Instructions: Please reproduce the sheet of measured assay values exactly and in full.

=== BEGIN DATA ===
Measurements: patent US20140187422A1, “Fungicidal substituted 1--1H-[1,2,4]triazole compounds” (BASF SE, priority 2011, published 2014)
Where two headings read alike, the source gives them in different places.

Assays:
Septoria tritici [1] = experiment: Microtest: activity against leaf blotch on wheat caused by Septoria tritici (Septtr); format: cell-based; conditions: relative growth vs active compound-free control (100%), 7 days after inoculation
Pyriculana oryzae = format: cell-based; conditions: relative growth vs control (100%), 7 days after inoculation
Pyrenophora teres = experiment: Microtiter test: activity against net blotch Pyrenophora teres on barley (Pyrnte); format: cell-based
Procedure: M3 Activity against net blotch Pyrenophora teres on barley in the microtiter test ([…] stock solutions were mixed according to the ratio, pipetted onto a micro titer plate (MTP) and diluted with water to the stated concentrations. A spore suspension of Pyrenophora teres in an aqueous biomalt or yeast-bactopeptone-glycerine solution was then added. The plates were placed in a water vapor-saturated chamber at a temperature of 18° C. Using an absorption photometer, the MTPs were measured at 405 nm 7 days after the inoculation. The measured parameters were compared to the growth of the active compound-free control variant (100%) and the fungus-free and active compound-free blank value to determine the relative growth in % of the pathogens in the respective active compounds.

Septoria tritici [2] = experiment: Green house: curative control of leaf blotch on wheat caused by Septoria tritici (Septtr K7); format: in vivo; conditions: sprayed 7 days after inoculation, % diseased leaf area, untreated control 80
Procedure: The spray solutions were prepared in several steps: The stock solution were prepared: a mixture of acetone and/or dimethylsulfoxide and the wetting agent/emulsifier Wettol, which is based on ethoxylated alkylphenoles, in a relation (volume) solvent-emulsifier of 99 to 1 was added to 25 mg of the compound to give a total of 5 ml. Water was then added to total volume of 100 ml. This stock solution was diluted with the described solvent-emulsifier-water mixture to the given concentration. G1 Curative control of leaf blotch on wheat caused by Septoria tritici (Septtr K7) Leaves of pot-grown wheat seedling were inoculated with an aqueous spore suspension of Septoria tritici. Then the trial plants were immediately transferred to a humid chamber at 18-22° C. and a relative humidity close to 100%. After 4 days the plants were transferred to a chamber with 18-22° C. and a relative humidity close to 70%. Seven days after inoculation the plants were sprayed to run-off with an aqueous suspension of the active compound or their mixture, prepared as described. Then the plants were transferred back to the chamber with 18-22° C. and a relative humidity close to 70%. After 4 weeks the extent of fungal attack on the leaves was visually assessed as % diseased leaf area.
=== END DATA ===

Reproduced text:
Measurements: patent US20140187422A1, “Fungicidal substituted 1--1H-[1,2,4]triazole compounds” (BASF SE, priority 2011, published 2014)
Where two headings read alike, the source gives them in different places.

Assays:
Septoria tritici [1] = experiment: Microtest: activity against leaf blotch on wheat caused by Septoria tritici (Septtr); format: cell-based; conditions: relative growth vs active compound-free control (100%), 7 days after inoculation
Pyriculana oryzae = format: cell-based; conditions: relative growth vs control (100%), 7 days after inoculation
Pyrenophora teres = experiment: Microtiter test: activity against net blotch Pyrenophora teres on barley (Pyrnte); format: cell-based
Procedure: M3 Activity against net blotch Pyrenophora teres on barley in the microtiter test ([…] stock solutions were mixed according to the ratio, pipetted onto a micro titer plate (MTP) and diluted with water to the stated concentrations. A spore suspension of Pyrenophora teres in an aqueous biomalt or yeast-bactopeptone-glycerine solution was then added. The plates were placed in a water vapor-saturated chamber at a temperature of 18° C. Using an absorption photometer, the MTPs were measured at 405 nm 7 days after the inoculation. The measured parameters were compared to the growth of the active compound-free control variant (100%) and the fungus-free and active compound-free blank value to determine the relative growth in % of the pathogens in the respective active compounds.

Septoria tritici [2] = experiment: Green house: curative control of leaf blotch on wheat caused by Septoria tritici (Septtr K7); format: in vivo; conditions: sprayed 7 days after inoculation, % diseased leaf area, untreated control 80
Procedure: The spray solutions were prepared in several steps: The stock solution were prepared: a mixture of acetone and/or dimethylsulfoxide and the wetting agent/emulsifier Wettol, which is based on ethoxylated alkylphenoles, in a relation (volume) solvent-emulsifier of 99 to 1 was added to 25 mg of the compound to give a total of 5 ml. Water was then added to total volume of 100 ml. This stock solution was diluted with the described solvent-emulsifier-water mixture to the given concentration. G1 Curative control of leaf blotch on wheat caused by Septoria tritici (Septtr K7) Leaves of pot-grown wheat seedling were inoculated with an aqueous spore suspension of Septoria tritici. Then the trial plants were immediately transferred to a humid chamber at 18-22° C. and a relative humidity close to 100%. After 4 days the plants were transferred to a chamber with 18-22° C. and a relative humidity close to 70%. Seven days after inoculation the plants were sprayed to run-off with an aqueous suspension of the active compound or their mixture, prepared as described. Then the plants were transferred back to the chamber with 18-22° C. and a relative humidity close to 70%. After 4 weeks the extent of fungal attack on the leaves was visually assessed as % diseased leaf area.